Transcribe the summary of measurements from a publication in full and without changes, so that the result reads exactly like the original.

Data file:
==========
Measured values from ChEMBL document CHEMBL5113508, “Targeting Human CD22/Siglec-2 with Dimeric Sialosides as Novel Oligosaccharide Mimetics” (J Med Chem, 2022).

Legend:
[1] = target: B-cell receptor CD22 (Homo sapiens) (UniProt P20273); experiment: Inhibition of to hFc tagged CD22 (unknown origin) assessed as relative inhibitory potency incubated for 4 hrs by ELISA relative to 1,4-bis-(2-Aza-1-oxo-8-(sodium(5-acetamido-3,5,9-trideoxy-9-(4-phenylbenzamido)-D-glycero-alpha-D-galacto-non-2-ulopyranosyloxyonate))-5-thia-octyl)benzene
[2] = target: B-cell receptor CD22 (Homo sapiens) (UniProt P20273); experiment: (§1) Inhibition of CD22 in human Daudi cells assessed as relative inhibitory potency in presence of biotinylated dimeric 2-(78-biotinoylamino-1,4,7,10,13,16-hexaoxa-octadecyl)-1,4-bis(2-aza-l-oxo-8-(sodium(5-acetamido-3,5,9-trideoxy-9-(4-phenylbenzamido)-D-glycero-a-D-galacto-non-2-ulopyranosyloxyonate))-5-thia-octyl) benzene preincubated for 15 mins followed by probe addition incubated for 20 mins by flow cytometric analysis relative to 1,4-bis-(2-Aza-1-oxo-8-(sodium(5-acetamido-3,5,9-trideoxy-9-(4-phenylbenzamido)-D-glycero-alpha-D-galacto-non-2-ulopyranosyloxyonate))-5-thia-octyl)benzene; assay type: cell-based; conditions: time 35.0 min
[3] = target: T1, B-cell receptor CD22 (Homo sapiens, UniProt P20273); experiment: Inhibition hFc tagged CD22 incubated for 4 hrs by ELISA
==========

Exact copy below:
Measured values from ChEMBL document CHEMBL5113508, “Targeting Human CD22/Siglec-2 with Dimeric Sialosides as Novel Oligosaccharide Mimetics” (J Med Chem, 2022).

Legend:
[1] = target: B-cell receptor CD22 (Homo sapiens) (UniProt P20273); experiment: Inhibition of to hFc tagged CD22 (unknown origin) assessed as relative inhibitory potency incubated for 4 hrs by ELISA relative to 1,4-bis-(2-Aza-1-oxo-8-(sodium(5-acetamido-3,5,9-trideoxy-9-(4-phenylbenzamido)-D-glycero-alpha-D-galacto-non-2-ulopyranosyloxyonate))-5-thia-octyl)benzene
[2] = target: B-cell receptor CD22 (Homo sapiens) (UniProt P20273); experiment: (§1) Inhibition of CD22 in human Daudi cells assessed as relative inhibitory potency in presence of biotinylated dimeric 2-(78-biotinoylamino-1,4,7,10,13,16-hexaoxa-octadecyl)-1,4-bis(2-aza-l-oxo-8-(sodium(5-acetamido-3,5,9-trideoxy-9-(4-phenylbenzamido)-D-glycero-a-D-galacto-non-2-ulopyranosyloxyonate))-5-thia-octyl) benzene preincubated for 15 mins followed by probe addition incubated for 20 mins by flow cytometric analysis relative to 1,4-bis-(2-Aza-1-oxo-8-(sodium(5-acetamido-3,5,9-trideoxy-9-(4-phenylbenzamido)-D-glycero-alpha-D-galacto-non-2-ulopyranosyloxyonate))-5-thia-octyl)benzene; assay type: cell-based; conditions: time 35.0 min
[3] = target: T1, B-cell receptor CD22 (Homo sapiens, UniProt P20273); experiment: Inhibition hFc tagged CD22 incubated for 4 hrs by ELISA